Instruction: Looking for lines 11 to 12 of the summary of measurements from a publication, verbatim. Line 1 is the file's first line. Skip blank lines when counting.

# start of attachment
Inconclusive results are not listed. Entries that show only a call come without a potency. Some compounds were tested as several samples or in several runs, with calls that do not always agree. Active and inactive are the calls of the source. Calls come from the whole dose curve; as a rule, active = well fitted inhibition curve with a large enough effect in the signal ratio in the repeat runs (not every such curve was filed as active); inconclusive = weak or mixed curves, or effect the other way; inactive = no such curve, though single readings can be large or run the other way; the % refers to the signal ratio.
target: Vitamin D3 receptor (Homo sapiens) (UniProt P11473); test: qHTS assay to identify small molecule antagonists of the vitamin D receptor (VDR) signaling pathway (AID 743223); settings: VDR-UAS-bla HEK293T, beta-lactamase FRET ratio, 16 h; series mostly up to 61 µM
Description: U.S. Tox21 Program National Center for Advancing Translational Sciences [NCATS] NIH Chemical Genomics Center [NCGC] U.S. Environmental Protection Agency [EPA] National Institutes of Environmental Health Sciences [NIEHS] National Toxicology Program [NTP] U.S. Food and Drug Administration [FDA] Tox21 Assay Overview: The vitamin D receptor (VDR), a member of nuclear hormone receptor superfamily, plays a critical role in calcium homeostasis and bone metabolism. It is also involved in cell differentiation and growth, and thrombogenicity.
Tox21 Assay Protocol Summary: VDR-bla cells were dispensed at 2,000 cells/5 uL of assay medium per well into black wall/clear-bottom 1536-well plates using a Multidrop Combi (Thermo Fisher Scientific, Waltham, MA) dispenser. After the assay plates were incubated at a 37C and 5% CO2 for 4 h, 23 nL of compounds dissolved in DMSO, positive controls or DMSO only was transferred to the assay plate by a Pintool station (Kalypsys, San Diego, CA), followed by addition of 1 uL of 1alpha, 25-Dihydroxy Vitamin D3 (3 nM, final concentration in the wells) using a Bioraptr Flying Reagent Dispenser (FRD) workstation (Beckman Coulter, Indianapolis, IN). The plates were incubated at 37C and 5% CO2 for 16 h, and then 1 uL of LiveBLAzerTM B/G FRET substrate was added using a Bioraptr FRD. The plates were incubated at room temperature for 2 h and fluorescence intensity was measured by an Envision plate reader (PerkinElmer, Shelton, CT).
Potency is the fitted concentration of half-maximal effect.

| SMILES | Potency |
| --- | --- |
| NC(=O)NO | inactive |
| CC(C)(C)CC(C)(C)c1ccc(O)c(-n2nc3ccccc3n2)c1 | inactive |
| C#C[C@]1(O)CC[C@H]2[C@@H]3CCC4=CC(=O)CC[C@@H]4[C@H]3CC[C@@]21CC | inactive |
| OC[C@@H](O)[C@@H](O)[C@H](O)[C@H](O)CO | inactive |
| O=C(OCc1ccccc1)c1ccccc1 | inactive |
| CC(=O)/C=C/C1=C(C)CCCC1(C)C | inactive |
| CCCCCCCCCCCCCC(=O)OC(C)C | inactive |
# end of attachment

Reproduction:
| OC[C@@H](O)[C@@H](O)[C@H](O)[C@H](O)CO | inactive |
| O=C(OCc1ccccc1)c1ccccc1 | inactive |